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Spokane, Washington  Est. May 19, 1883
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No charges for arrested sergeant

Thomas Clouse Staff writer

After taking a second look at possible criminal charges against former Spokane County sheriff’s Sgt. Pete Bunch, city officials affirmed their decision Wednesday against charging him in connection with a confrontation he had with police officers on Feb. 6.

City Attorney Howard Delaney reviewed the case after City Prosecutor Jim Bledsoe decided not to charge Bunch. Other law enforcement officials – including Sheriff Ozzie Knezovich – said they believed city officials had enough evidence to charge Bunch with resisting arrest and obstruction of justice.

As part of an earlier internal affairs investigation, Bledsoe was quoted in an internal document as saying his job was to pursue criminals, “not law enforcement officers demonstrating a temporary lapse in judgment.”

But the prosecutor didn’t abuse his discretion, Delaney said in a city news release. “Barring some future criminal conduct by Mr. Bunch, the city will not prosecute this case,” he said.

The investigation began Feb. 6, when officers responded to a woman’s call about a suspected prowler in her yard near Ferris High School. When the officers arrived, they encountered a hooded man who refused to comply with their orders to show his hands.

The man, later identified as Bunch, exhibited odd behavior, such as packing a snowball, which made the officers fear for their safety, according to department files. Bunch, who later said he was looking for his dog in the woman’s yard, didn’t identify himself as a law enforcement officer until after he was arrested.

Knezovich was prepared to fire Bunch, who had a long history of reprimands during his 31 years at the Sheriff’s Office. But Bunch resigned two hours before the sheriff was to terminate him from his $77,000-a-year job.

In affirming the decision not to file criminal charges, Delaney said he found some factual inconsistencies in the reports that could have resulted in “plausible defense arguments” regarding the legal authority the officers used to order Bunch to submit to a weapons search.

“The constitutional issues presented make these types of cases difficult to win cleanly, without the probability of a year or more of defense appeals,” Delaney said in the release. “Our spartanly-funded prosecutor’s office has a fixed amount of resources and must make tough decisions every day about where they will invest scarce prosecution assets.”

Knezovich said he asked Deputy Spokane County Prosecutor Brian O’Brien review the case. O’Brien determined city officials had enough evidence to charge Bunch, Knezovich said.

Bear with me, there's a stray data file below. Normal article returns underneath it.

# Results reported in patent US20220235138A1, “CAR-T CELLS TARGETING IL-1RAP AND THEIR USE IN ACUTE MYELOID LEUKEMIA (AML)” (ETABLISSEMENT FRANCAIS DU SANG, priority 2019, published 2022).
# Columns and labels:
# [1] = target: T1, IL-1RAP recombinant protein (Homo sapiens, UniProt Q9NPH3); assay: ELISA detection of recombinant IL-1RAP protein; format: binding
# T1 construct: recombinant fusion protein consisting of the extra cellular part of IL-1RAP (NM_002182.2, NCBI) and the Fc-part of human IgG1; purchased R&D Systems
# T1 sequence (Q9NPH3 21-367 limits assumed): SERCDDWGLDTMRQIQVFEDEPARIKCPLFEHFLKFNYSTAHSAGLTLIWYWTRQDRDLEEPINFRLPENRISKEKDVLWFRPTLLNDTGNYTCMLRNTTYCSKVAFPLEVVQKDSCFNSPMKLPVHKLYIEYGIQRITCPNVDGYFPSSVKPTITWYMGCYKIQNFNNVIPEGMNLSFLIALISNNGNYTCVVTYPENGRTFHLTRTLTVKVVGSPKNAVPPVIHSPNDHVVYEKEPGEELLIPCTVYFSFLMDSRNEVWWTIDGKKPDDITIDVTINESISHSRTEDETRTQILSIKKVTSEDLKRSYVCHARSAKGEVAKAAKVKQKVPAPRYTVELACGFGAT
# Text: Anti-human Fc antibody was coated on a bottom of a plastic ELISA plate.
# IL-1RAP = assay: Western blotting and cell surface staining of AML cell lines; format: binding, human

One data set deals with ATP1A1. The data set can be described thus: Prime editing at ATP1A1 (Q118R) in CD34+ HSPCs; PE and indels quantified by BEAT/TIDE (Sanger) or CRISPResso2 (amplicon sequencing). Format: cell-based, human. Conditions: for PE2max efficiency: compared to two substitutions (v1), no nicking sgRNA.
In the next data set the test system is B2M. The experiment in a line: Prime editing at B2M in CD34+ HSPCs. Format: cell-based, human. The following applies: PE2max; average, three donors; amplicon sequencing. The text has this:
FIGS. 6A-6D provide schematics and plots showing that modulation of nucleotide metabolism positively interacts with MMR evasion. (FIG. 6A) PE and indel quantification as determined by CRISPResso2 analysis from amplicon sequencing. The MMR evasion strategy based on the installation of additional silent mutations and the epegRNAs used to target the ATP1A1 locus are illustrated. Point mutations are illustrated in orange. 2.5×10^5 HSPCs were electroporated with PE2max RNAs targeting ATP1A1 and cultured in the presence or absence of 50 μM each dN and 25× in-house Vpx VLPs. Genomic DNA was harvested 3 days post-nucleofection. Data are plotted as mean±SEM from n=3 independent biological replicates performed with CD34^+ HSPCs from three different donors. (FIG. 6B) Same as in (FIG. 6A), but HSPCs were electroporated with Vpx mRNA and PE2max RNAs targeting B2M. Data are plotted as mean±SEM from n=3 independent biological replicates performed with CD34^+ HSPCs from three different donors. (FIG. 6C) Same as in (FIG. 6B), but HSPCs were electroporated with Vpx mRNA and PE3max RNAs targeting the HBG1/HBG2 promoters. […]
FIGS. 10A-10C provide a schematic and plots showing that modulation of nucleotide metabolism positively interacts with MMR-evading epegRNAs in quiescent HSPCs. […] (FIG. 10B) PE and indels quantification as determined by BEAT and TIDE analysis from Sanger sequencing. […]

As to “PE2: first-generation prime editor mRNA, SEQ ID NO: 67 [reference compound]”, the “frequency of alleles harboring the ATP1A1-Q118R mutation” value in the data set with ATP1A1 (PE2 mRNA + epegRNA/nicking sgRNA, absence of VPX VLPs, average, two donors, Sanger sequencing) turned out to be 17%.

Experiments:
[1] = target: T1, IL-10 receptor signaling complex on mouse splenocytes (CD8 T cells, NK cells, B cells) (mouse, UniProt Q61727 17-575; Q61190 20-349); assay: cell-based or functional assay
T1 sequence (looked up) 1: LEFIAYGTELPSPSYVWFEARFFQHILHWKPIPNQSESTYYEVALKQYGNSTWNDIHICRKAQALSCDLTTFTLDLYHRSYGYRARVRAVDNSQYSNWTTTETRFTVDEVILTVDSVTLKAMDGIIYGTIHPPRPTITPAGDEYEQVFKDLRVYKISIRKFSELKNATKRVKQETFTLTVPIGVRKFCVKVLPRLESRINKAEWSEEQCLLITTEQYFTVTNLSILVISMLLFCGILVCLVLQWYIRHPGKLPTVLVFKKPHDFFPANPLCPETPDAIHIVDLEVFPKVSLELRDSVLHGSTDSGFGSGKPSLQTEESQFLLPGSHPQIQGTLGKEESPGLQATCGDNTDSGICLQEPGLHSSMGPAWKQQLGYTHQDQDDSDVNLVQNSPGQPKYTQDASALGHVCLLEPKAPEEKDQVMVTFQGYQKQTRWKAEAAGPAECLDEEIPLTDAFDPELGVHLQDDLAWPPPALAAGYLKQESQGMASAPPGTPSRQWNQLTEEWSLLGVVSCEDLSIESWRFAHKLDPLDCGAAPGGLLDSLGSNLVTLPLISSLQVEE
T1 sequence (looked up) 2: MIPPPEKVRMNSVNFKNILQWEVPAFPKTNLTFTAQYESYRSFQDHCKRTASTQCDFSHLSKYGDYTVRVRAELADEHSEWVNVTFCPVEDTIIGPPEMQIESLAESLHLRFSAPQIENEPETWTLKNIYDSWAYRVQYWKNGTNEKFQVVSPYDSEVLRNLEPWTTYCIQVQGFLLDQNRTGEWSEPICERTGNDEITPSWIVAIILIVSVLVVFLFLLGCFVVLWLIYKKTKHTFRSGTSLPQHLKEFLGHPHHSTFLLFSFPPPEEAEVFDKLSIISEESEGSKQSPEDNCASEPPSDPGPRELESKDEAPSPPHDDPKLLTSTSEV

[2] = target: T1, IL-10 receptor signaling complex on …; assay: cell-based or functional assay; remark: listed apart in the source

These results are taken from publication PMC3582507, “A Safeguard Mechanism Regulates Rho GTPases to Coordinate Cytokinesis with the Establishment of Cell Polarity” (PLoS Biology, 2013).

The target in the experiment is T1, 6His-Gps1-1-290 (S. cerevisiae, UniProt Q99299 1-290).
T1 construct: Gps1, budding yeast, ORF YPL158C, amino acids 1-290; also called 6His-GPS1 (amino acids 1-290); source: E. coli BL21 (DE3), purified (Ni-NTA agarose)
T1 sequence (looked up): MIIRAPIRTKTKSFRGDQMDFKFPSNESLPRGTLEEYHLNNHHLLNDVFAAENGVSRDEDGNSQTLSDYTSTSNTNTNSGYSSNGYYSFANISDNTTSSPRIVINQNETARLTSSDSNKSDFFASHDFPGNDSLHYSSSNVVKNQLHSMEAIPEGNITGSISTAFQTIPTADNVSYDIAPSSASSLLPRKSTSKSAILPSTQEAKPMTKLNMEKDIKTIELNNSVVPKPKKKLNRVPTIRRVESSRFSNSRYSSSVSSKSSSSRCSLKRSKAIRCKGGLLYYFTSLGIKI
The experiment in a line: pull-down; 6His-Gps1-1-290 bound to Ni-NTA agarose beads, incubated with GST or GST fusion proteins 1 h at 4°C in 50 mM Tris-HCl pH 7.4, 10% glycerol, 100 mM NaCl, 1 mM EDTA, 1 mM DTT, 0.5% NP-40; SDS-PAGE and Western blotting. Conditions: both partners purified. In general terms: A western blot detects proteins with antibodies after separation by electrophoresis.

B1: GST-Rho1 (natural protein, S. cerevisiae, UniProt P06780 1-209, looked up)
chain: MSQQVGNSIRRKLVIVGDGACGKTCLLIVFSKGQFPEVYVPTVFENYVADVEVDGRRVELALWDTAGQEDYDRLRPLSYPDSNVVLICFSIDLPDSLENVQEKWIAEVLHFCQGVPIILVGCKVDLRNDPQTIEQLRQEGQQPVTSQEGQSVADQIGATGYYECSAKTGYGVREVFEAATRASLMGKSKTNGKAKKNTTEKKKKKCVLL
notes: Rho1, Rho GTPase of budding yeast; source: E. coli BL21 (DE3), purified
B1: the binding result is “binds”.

The sheriff said he was frustrated that Bledsoe didn’t initially pursue the case.

“There is this perception that law enforcement was trying to take care of its own. That could not be further from the truth,” Knezovich said. “We did our jobs. We upheld our commitment to this community.”

In his March 9 internal affairs report, sheriff’s Lt. Bill Rose quoted Bledsoe as saying that he’d taken Bunch’s job into account when deciding not to charge him.

Bledsoe “told me that he did not want to ‘grind on the guy’ for his use of bad judgment,” Rose wrote in his notes from the March 9 interview. Bledsoe “told me he wished Sgt. Bunch well.”

City spokeswoman Marlene Feist said last week that Bledsoe questioned the accuracy of Rose’s report.

On Wednesday, City Attorney Delaney backed away from that contention.

“Upon reconsideration of the conversation, the prosecutor acknowledged to me that part of his conversations with Lt. Rose certainly were interpreted differently than he intended,” Delaney said in the release.

“In the Rose conversation, Bledsoe believed he was attempting to express empathy or the tough situation the law enforcement agencies were experiencing, while at the same time relaying the difficulties of prosecuting Bunch for his actions, especially considering (Bunch’s) long career in law enforcement, lack of a criminal record, and the limited prosecution resources available.”

Delaney said Bledsoe took responsibility for the “communication breakdown,” and regretted any implication that Rose’s report was inaccurate.

“At the end of the day, I believe we have a misunderstanding fueled by a poor choice of communication style,” Delaney added in the release.

Thomas Clouse can be reached at or at (509) 459-5495.
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